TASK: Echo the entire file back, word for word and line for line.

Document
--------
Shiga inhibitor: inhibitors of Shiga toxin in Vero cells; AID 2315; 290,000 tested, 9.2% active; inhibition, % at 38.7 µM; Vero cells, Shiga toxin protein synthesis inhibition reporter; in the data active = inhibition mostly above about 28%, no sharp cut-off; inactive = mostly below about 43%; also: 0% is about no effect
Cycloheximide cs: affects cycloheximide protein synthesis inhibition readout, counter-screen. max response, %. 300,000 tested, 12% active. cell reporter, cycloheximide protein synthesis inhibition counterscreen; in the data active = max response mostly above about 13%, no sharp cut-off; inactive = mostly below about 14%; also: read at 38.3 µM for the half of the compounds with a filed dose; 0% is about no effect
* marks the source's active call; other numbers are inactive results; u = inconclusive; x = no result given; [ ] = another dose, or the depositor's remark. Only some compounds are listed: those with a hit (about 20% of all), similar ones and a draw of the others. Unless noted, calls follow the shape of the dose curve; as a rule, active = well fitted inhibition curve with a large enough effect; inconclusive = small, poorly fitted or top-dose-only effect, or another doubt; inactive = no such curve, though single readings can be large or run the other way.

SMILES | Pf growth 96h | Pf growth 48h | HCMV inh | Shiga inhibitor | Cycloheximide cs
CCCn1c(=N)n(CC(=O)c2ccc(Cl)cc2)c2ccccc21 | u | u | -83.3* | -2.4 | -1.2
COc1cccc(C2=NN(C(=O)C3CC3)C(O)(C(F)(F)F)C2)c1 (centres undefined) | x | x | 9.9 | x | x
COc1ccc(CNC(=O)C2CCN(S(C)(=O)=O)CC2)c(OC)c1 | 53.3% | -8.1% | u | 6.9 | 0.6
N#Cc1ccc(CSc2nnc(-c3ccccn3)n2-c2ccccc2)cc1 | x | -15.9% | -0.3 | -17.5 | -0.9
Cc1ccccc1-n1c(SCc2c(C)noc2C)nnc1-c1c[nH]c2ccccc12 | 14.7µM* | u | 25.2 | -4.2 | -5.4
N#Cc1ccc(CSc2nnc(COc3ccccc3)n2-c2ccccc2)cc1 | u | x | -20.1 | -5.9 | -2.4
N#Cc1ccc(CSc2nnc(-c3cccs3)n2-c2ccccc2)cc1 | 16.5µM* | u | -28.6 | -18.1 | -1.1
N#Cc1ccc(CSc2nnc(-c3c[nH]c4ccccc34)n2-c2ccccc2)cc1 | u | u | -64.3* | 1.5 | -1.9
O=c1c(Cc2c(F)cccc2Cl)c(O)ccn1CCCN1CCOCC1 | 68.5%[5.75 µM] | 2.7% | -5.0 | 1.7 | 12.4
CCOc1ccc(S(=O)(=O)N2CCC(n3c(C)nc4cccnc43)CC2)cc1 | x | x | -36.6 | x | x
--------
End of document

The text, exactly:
Shiga inhibitor: inhibitors of Shiga toxin in Vero cells; AID 2315; 290,000 tested, 9.2% active; inhibition, % at 38.7 µM; Vero cells, Shiga toxin protein synthesis inhibition reporter; in the data active = inhibition mostly above about 28%, no sharp cut-off; inactive = mostly below about 43%; also: 0% is about no effect
Cycloheximide cs: affects cycloheximide protein synthesis inhibition readout, counter-screen. max response, %. 300,000 tested, 12% active. cell reporter, cycloheximide protein synthesis inhibition counterscreen; in the data active = max response mostly above about 13%, no sharp cut-off; inactive = mostly below about 14%; also: read at 38.3 µM for the half of the compounds with a filed dose; 0% is about no effect
* marks the source's active call; other numbers are inactive results; u = inconclusive; x = no result given; [ ] = another dose, or the depositor's remark. Only some compounds are listed: those with a hit (about 20% of all), similar ones and a draw of the others. Unless noted, calls follow the shape of the dose curve; as a rule, active = well fitted inhibition curve with a large enough effect; inconclusive = small, poorly fitted or top-dose-only effect, or another doubt; inactive = no such curve, though single readings can be large or run the other way.

SMILES | Pf growth 96h | Pf growth 48h | HCMV inh | Shiga inhibitor | Cycloheximide cs
CCCn1c(=N)n(CC(=O)c2ccc(Cl)cc2)c2ccccc21 | u | u | -83.3* | -2.4 | -1.2
COc1cccc(C2=NN(C(=O)C3CC3)C(O)(C(F)(F)F)C2)c1 (centres undefined) | x | x | 9.9 | x | x
COc1ccc(CNC(=O)C2CCN(S(C)(=O)=O)CC2)c(OC)c1 | 53.3% | -8.1% | u | 6.9 | 0.6
N#Cc1ccc(CSc2nnc(-c3ccccn3)n2-c2ccccc2)cc1 | x | -15.9% | -0.3 | -17.5 | -0.9
Cc1ccccc1-n1c(SCc2c(C)noc2C)nnc1-c1c[nH]c2ccccc12 | 14.7µM* | u | 25.2 | -4.2 | -5.4
N#Cc1ccc(CSc2nnc(COc3ccccc3)n2-c2ccccc2)cc1 | u | x | -20.1 | -5.9 | -2.4
N#Cc1ccc(CSc2nnc(-c3cccs3)n2-c2ccccc2)cc1 | 16.5µM* | u | -28.6 | -18.1 | -1.1
N#Cc1ccc(CSc2nnc(-c3c[nH]c4ccccc34)n2-c2ccccc2)cc1 | u | u | -64.3* | 1.5 | -1.9
O=c1c(Cc2c(F)cccc2Cl)c(O)ccn1CCCN1CCOCC1 | 68.5%[5.75 µM] | 2.7% | -5.0 | 1.7 | 12.4
CCOc1ccc(S(=O)(=O)N2CCC(n3c(C)nc4cccnc43)CC2)cc1 | x | x | -36.6 | x | x